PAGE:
On June 30, Chevrolet celebrated 60 years of Corvette production after the very first of its iconic sports car model rolled off the Flint, Michigan, assembly line in 1953. The future classic was initially shown as a concept vehicle at the General Motors Autorama in New York City on January 17, 1953, but it was such a hit with the crowds in attendance that the automaker decided to go ahead with a limited run of 300 vehicles. Each of the 1953 models shared the same color scheme – Polo White over red convertible – and were priced at $3,498 each (in 2006, the third 1953 Corvette produced sold for a record $1,060,000 at auction).

"Over the past six decades, the Corvette has been woven into the fabric of American culture, as the sports car of choice for movie stars, musicians, and astronauts," said Chris Perry, vice president of Chevrolet Marketing. "The very best Corvettes represent the state-of-the-art for their eras in terms of design, technology and performance."

Few realize that the Chevrolet Corvette is the world's longest-running, continuously produced passenger car (the Porsche 911 didn't start production until 1963). And, with the all-new C7 in showrooms later this year, America's sports car doesn't show any signs of wanting to give up the coveted title. Be sure to check out the press release below for more interesting Corvette facts.
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1953 Chevrolet Corvette
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Iconic Corvette Began 60 Years Ago

• First Corvettes rolled off the assembly line on June 30, 1953
• Since then, more than 1.5 million Corvettes have been produced


BOWLING GREEN, Ky. – Chevrolet today marked its 60th anniversary of the Corvette, an iconic American sports car. The first Corvette went into production in Flint, Mich. on June 30, 1953. Since then, Corvette has become an American icon that continues to offer the best in today's technology and performance.

"Over the past six decades, the Corvette has been woven into the fabric of American culture, as the sports car of choice for movie stars, musicians, and astronauts," said Chris Perry, vice president Chevrolet Marketing. "The very best Corvettes represent the state-of-the-art for their eras in terms of design, technology and performance."

Here are some key facts highlighting 60 years of Corvette history:

• Corvette is the world's longest-running, continuously produced passenger car. The longest-running vehicle of any type is the Chevrolet Suburban.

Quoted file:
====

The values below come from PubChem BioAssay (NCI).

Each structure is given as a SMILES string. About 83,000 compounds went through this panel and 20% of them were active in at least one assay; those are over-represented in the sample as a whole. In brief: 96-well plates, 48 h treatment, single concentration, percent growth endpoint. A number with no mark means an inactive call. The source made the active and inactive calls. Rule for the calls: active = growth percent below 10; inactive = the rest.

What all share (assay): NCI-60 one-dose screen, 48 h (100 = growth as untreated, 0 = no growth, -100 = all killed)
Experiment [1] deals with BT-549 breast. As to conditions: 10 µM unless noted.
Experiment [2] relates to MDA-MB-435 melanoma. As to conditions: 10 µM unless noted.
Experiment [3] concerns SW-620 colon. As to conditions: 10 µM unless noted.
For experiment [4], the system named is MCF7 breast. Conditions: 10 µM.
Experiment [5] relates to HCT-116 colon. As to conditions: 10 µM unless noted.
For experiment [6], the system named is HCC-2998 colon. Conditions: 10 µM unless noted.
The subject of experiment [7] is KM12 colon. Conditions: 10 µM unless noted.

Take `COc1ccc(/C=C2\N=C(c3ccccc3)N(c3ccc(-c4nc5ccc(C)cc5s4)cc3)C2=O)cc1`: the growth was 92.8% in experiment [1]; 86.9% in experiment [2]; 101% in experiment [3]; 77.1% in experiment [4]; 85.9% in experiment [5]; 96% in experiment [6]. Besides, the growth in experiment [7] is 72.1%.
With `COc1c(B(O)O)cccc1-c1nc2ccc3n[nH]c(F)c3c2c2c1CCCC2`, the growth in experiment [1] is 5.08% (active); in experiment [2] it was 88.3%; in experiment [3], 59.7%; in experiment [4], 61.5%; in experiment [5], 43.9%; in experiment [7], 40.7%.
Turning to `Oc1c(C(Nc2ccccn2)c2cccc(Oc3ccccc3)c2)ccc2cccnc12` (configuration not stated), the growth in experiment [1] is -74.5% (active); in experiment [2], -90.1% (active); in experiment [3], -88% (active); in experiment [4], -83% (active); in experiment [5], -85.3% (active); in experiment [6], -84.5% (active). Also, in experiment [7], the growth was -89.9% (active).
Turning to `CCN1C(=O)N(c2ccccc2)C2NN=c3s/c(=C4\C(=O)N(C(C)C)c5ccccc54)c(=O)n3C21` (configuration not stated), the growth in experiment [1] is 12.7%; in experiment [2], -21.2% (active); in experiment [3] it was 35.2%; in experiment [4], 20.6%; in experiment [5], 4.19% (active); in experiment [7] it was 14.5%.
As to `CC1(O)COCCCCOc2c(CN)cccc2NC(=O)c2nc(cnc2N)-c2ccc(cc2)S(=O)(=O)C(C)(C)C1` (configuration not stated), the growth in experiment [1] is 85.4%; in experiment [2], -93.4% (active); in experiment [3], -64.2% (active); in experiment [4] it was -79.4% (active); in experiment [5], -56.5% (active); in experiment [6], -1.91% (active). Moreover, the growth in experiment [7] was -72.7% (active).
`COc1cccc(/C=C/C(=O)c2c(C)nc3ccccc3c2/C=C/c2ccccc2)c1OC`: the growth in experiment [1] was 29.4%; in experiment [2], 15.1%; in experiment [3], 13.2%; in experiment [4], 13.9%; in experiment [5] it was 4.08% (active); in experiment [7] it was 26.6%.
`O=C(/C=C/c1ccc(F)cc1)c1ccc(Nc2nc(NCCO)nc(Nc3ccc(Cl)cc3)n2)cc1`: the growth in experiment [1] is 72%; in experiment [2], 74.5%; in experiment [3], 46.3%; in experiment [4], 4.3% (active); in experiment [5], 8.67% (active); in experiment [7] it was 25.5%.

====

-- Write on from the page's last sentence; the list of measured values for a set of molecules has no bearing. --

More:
• Corvette made its debut as a concept vehicle at the General Motors Autorama in New York City on January 17, 1953. It was such a success that a limited run of 300 production Corvettes began on June 30 of that year.
• All 1953 models were Polo White with a red interior and they were priced at $3,498. In 2006, the third 1953 Corvette produced sold for a record $1,060,000 at auction.
• Corvette was exclusively available with an inline six-cylinder engine until 1955. That year, the optional V-8 engine was ordered by 90 percent of buyers. The six-cylinder was dropped in 1956. Corvette has been available exclusively with V-8 power since.
• Corvette was produced only as a convertible for its first 10 years. The fixed-roof 1963 "split-window" Corvette Sting Ray coupe launched the second-generation Corvette. Sales doubled and it became a year-round car for drivers in colder climates.
• Approximately 1,560,000 Corvettes have been produced since June 30, 1953. The 500,000th Corvette was built in 1977; the 1 millionth was built in 1992, and the 1.5 millionth Corvette rolled off the line in 2009.
• Corvettes have been produced at three facilities: Flint, Mich. (1953); St. Louis, Mo., (1954-1981); and Bowling Green, Ky. (1981-2014). The change from St. Louis to Bowling Green happened during the production year. The first 1981 Corvette was built in St. Louis, and the last 1981 Corvette was built in Bowling Green.
• No 1983 Corvettes were sold to the public. The model year was skipped in preparation of the all-new 1984 Corvette, which launched the C4 generation. Forty-four Corvette prototypes were built as 1983 models. Only one remains, on display at the National Corvette Museum, in Bowling Green, Ky.